Culture of Anxiety

The more I look at advertising for beauty products, skin products, make-up, etc., I find it’s all about:

Do you have _____? (Insert problem here, whether actual or imaginary)

Well, here is the solution: __________ (Insert “solution” here)

Really, guys?

A majority of the advertising that I see for women and beauty products (and also for men, too!)  focuses on capitalizing on our fear that we aren’t enough: Our eyes aren’t big enough, our lips aren’t soft enough, our skin isn’t flawless enough, etc.- despite the fact that Perfection is impossible, these advertisements make it possible to have Perfection, but only with this equation:

Your Money + This Product

Perhaps I am being overly simplistic, and I am certainly not claiming that ALL advertising plays upon fear, or even that 100% of advertising for beauty products does this, but one must admit that A LOT of advertising plays upon the fear of lacking. That without the product advertised, you won’t get kissed by that gorgeous guy, or your friends won’t admire you, or you might even miss the chance to find your next lover – a few scenarios that have been shown in the media, among others.

Below is essentially a few forms of advertising:

Naturally, it’s been effective for almost a century. Listerine is a GREAT example: It actually had advertisements that suggested that mouth wash would help a woman’s chances of catching a mate because she’ll have fresh breath, and that without it she might be putting herself at risk for BEING ALONE FOREVER!!! (The ad shown is from 1923)

Seriously, though, this form of advertising is effective for making money, but what harm does it do to the psyche and self esteem of people? It would be nice to say that many Americans are media literate enough to realize when they are being tricked into feeling that they aren’t good enough, and that with “x” they could be, but that simply isn’t the case- the fact that these advertisements continue proves this.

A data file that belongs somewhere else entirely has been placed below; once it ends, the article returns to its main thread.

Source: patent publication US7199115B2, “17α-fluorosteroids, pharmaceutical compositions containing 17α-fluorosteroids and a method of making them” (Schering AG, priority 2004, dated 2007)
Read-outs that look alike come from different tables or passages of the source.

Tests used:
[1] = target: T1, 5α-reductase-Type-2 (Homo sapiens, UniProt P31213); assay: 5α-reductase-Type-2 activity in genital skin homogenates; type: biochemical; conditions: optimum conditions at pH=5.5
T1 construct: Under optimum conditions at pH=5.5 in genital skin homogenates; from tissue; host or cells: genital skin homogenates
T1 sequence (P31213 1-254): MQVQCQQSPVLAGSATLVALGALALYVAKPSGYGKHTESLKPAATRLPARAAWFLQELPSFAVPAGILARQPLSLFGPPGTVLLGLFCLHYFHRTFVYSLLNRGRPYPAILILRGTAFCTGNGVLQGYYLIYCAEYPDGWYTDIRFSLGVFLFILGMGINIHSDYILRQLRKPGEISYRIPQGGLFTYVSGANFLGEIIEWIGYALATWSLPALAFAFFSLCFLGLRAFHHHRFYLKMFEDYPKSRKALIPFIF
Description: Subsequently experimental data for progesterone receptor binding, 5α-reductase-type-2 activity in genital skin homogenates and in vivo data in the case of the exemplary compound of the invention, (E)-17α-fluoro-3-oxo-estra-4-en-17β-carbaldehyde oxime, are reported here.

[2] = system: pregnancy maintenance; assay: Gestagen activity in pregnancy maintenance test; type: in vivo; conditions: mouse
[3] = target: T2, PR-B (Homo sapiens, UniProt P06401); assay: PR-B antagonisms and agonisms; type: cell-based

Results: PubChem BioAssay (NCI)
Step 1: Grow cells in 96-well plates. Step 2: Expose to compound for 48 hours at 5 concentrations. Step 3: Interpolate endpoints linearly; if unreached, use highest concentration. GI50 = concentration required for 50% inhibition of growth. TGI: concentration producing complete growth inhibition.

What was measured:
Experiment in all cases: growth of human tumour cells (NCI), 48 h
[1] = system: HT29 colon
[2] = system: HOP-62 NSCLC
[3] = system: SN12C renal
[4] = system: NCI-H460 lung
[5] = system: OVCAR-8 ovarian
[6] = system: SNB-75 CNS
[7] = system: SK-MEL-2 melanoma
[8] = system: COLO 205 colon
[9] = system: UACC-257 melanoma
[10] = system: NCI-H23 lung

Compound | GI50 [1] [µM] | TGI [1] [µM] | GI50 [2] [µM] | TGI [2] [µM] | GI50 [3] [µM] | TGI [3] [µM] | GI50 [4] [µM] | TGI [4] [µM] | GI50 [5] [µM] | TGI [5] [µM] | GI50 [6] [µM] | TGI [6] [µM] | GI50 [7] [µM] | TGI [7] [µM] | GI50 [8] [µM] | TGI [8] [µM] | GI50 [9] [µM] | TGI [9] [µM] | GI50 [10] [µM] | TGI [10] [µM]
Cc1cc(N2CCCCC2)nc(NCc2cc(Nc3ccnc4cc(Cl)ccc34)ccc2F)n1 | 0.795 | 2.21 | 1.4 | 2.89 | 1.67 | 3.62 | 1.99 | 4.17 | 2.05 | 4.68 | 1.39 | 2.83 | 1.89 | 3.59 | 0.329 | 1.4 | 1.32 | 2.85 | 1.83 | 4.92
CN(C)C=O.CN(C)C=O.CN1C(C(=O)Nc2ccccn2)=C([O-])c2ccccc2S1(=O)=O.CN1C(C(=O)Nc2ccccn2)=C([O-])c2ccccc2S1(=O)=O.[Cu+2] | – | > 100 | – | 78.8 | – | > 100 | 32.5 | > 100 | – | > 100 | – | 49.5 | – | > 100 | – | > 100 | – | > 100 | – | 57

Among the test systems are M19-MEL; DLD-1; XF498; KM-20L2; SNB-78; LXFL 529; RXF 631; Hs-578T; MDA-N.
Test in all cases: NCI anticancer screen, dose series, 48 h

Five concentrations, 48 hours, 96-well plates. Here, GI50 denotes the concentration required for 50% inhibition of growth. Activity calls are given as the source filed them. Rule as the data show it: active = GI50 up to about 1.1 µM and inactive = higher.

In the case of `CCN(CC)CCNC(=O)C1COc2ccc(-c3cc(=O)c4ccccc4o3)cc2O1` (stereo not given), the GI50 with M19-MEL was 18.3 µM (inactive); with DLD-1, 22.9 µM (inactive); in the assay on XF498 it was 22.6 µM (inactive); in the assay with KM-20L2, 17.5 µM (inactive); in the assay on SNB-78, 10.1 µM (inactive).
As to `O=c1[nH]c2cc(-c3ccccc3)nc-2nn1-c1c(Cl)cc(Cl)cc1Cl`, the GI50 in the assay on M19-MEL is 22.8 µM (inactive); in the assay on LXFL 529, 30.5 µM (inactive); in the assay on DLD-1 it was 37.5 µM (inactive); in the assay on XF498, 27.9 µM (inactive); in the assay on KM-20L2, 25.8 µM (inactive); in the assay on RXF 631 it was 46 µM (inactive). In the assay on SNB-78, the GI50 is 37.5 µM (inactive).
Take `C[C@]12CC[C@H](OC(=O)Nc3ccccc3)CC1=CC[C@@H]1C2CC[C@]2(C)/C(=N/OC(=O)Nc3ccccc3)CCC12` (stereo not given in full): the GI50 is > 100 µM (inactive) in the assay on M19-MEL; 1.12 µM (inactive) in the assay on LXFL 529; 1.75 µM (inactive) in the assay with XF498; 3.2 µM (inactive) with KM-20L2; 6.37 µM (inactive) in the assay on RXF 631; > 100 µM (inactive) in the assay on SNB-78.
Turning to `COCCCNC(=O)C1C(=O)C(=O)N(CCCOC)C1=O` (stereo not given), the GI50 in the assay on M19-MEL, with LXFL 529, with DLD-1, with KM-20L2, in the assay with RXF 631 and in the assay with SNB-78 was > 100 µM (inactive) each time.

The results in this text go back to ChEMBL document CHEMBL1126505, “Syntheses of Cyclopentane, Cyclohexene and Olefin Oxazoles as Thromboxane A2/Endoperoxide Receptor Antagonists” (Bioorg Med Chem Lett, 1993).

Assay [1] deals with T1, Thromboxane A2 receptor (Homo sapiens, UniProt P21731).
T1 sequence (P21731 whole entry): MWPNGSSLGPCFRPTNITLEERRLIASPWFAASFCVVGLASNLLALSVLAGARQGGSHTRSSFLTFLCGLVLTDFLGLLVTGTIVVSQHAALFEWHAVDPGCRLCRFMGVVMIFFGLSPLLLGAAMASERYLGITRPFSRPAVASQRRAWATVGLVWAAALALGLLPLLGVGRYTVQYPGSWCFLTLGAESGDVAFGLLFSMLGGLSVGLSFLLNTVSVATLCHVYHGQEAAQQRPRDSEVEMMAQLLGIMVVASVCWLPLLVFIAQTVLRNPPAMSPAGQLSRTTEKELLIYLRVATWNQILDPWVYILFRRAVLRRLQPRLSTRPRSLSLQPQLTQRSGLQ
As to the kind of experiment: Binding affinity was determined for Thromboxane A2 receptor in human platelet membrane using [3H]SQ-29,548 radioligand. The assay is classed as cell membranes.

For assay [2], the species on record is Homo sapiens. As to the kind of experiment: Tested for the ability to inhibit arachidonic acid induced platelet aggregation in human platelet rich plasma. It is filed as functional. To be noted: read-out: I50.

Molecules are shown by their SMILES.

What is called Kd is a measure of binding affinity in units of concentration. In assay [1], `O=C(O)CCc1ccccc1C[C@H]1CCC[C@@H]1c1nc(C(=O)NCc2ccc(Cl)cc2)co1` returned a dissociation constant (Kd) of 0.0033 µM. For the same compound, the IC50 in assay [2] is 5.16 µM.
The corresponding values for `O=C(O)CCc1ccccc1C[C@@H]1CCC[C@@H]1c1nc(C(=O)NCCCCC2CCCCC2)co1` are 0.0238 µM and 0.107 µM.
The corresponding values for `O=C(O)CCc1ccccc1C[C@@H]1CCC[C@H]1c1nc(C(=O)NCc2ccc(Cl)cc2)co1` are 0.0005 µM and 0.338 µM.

My realization is not original, nor is it really anything shocking. I think we all know this. It just gets tiring to be told through multiple mediums that I am not enough, and this exhaustion is surely felt by others.

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2 thoughts on “Culture of Anxiety

  1. I liked your post here. At a different time in my life, I may have thought, “Hey, no big deal.” But, I have 2 daughters, both who have paid pretty high prices because of exactly what you’re talking about. They both had close bouts with eating disorders that were just on the edge of being out of control. All this because of image … image that the media projects and (as you so eloquently stated) advertising projects. I think that its a pretty serious problem. We don’t have to look too far to see it’s effects anymore. The issues that are being created are no longer just in Hollywood … they are right in our own backyards. Thanks for the reminder that we have to be, not only aware, but on guard.

  2. Seriously, I am so so with you. If we’re not “lacking” something, the idea is we won’t buy it. So someone’s gotta convince us we need it, whether we do or not. Especially women. It’s really freaky how much worse it’s gotten, even in the last decade. I cannot tell you how many women I know who have dealt with those feelings of being less than enough or have starved themselves over and over. I’ve been there and so have my close friends, and each times it never gets easier to accept.

    I tend to write over and over again on my own blog about that feeling of “less than enough” and how to reclaim the idea that You Are Enough. As much as Hollywood and the media bombard us with feelings of worthlessness, it can’t hurt to keep pushing for the opposite, right?

    You should check out soworthloving.com. I am a huge fan and it sounds like it’d be right up your alley.

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